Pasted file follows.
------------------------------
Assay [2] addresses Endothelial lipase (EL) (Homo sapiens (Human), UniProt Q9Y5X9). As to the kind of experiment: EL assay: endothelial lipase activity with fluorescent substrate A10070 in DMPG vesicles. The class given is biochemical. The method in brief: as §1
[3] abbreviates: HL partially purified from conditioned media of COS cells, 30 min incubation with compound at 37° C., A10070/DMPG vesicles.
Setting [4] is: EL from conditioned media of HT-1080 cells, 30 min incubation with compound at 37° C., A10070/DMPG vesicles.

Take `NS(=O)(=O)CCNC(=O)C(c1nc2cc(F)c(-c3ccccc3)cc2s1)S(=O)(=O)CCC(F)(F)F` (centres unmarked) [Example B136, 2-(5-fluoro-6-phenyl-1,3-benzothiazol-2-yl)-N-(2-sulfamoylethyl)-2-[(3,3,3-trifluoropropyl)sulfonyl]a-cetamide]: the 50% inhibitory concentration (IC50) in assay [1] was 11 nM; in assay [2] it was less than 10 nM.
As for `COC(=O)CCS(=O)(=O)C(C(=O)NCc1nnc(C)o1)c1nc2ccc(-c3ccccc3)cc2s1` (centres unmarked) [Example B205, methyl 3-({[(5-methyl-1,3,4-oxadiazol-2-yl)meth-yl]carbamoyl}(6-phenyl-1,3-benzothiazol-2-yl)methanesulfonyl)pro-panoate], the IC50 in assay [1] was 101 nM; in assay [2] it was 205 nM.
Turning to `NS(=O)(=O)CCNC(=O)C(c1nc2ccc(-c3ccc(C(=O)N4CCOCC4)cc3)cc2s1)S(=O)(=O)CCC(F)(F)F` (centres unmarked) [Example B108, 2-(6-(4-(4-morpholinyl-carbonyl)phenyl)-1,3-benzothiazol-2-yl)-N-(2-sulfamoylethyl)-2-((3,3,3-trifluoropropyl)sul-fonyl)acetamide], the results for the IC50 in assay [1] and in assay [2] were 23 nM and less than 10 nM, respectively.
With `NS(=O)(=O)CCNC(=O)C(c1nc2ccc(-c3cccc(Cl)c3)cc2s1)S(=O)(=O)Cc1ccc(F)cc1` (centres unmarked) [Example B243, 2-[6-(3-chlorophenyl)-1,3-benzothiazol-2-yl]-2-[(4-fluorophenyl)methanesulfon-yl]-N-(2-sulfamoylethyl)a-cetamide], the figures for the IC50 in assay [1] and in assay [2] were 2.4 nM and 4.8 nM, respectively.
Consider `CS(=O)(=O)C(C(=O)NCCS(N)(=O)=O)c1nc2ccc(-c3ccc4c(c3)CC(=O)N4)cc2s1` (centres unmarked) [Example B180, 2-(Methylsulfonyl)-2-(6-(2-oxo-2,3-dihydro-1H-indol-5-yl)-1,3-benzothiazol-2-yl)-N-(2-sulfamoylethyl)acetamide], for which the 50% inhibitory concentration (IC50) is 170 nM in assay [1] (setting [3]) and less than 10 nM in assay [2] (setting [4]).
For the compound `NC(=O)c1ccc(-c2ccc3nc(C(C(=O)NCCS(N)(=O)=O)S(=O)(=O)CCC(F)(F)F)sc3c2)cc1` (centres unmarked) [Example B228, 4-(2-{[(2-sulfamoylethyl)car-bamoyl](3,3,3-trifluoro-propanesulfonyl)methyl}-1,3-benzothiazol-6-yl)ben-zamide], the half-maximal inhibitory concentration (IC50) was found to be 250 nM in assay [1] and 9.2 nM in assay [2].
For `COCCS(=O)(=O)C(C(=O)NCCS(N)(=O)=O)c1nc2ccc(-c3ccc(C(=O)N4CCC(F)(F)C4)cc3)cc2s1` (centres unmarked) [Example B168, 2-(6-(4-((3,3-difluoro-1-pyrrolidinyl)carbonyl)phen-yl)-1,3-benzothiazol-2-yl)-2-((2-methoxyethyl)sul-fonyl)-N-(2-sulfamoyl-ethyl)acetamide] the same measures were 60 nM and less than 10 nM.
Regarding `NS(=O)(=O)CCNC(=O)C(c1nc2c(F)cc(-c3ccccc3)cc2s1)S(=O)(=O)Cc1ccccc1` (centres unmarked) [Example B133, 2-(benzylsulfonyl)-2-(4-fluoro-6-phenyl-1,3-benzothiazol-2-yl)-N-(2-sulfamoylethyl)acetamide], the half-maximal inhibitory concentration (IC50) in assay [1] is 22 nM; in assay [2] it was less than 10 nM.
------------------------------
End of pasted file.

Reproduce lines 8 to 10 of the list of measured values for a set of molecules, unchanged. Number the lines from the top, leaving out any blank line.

Consider `CS(=O)(=O)C(C(=O)NCCS(N)(=O)=O)c1nc2ccc(-c3ccc4c(c3)CC(=O)N4)cc2s1` (centres unmarked) [Example B180, 2-(Methylsulfonyl)-2-(6-(2-oxo-2,3-dihydro-1H-indol-5-yl)-1,3-benzothiazol-2-yl)-N-(2-sulfamoylethyl)acetamide], for which the 50% inhibitory concentration (IC50) is 170 nM in assay [1] (setting [3]) and less than 10 nM in assay [2] (setting [4]).
For the compound `NC(=O)c1ccc(-c2ccc3nc(C(C(=O)NCCS(N)(=O)=O)S(=O)(=O)CCC(F)(F)F)sc3c2)cc1` (centres unmarked) [Example B228, 4-(2-{[(2-sulfamoylethyl)car-bamoyl](3,3,3-trifluoro-propanesulfonyl)methyl}-1,3-benzothiazol-6-yl)ben-zamide], the half-maximal inhibitory concentration (IC50) was found to be 250 nM in assay [1] and 9.2 nM in assay [2].
For `COCCS(=O)(=O)C(C(=O)NCCS(N)(=O)=O)c1nc2ccc(-c3ccc(C(=O)N4CCC(F)(F)C4)cc3)cc2s1` (centres unmarked) [Example B168, 2-(6-(4-((3,3-difluoro-1-pyrrolidinyl)carbonyl)phen-yl)-1,3-benzothiazol-2-yl)-2-((2-methoxyethyl)sul-fonyl)-N-(2-sulfamoyl-ethyl)acetamide] the same measures were 60 nM and less than 10 nM.